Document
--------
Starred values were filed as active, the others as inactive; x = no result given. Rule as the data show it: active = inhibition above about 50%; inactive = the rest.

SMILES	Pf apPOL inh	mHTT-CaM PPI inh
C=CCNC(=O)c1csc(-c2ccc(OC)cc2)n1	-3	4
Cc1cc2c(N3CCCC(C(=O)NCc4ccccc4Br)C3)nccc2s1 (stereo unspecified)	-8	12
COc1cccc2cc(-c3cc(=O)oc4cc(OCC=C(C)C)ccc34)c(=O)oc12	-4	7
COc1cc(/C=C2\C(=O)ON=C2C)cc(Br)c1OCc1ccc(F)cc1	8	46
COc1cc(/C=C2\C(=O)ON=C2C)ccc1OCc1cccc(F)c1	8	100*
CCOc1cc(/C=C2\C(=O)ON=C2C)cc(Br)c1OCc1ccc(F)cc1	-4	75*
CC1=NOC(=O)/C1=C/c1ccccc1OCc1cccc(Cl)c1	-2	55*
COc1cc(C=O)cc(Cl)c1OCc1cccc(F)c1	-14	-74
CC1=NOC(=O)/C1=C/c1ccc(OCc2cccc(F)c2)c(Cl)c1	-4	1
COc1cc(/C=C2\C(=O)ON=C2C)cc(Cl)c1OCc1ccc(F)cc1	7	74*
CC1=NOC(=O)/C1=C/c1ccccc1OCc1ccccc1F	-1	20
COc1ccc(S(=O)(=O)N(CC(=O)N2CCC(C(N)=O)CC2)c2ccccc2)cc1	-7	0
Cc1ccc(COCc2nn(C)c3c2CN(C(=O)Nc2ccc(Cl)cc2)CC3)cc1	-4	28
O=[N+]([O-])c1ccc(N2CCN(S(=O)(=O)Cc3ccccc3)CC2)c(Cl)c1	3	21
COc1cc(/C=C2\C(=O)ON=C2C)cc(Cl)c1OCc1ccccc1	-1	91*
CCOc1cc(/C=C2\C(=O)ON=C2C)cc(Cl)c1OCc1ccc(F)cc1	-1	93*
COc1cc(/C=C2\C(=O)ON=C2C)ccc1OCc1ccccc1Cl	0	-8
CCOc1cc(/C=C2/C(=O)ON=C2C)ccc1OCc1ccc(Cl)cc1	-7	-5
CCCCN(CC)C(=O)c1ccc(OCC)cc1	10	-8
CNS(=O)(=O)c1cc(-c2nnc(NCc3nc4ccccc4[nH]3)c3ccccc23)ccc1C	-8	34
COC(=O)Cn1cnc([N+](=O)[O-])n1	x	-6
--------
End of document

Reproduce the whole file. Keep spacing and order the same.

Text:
Starred values were filed as active, the others as inactive; x = no result given. Rule as the data show it: active = inhibition above about 50%; inactive = the rest.

SMILES	Pf apPOL inh	mHTT-CaM PPI inh
C=CCNC(=O)c1csc(-c2ccc(OC)cc2)n1	-3	4
Cc1cc2c(N3CCCC(C(=O)NCc4ccccc4Br)C3)nccc2s1 (stereo unspecified)	-8	12
COc1cccc2cc(-c3cc(=O)oc4cc(OCC=C(C)C)ccc34)c(=O)oc12	-4	7
COc1cc(/C=C2\C(=O)ON=C2C)cc(Br)c1OCc1ccc(F)cc1	8	46
COc1cc(/C=C2\C(=O)ON=C2C)ccc1OCc1cccc(F)c1	8	100*
CCOc1cc(/C=C2\C(=O)ON=C2C)cc(Br)c1OCc1ccc(F)cc1	-4	75*
CC1=NOC(=O)/C1=C/c1ccccc1OCc1cccc(Cl)c1	-2	55*
COc1cc(C=O)cc(Cl)c1OCc1cccc(F)c1	-14	-74
CC1=NOC(=O)/C1=C/c1ccc(OCc2cccc(F)c2)c(Cl)c1	-4	1
COc1cc(/C=C2\C(=O)ON=C2C)cc(Cl)c1OCc1ccc(F)cc1	7	74*
CC1=NOC(=O)/C1=C/c1ccccc1OCc1ccccc1F	-1	20
COc1ccc(S(=O)(=O)N(CC(=O)N2CCC(C(N)=O)CC2)c2ccccc2)cc1	-7	0
Cc1ccc(COCc2nn(C)c3c2CN(C(=O)Nc2ccc(Cl)cc2)CC3)cc1	-4	28
O=[N+]([O-])c1ccc(N2CCN(S(=O)(=O)Cc3ccccc3)CC2)c(Cl)c1	3	21
COc1cc(/C=C2\C(=O)ON=C2C)cc(Cl)c1OCc1ccccc1	-1	91*
CCOc1cc(/C=C2\C(=O)ON=C2C)cc(Cl)c1OCc1ccc(F)cc1	-1	93*
COc1cc(/C=C2\C(=O)ON=C2C)ccc1OCc1ccccc1Cl	0	-8
CCOc1cc(/C=C2/C(=O)ON=C2C)ccc1OCc1ccc(Cl)cc1	-7	-5
CCCCN(CC)C(=O)c1ccc(OCC)cc1	10	-8
CNS(=O)(=O)c1cc(-c2nnc(NCc3nc4ccccc4[nH]3)c3ccccc23)ccc1C	-8	34
COC(=O)Cn1cnc([N+](=O)[O-])n1	x	-6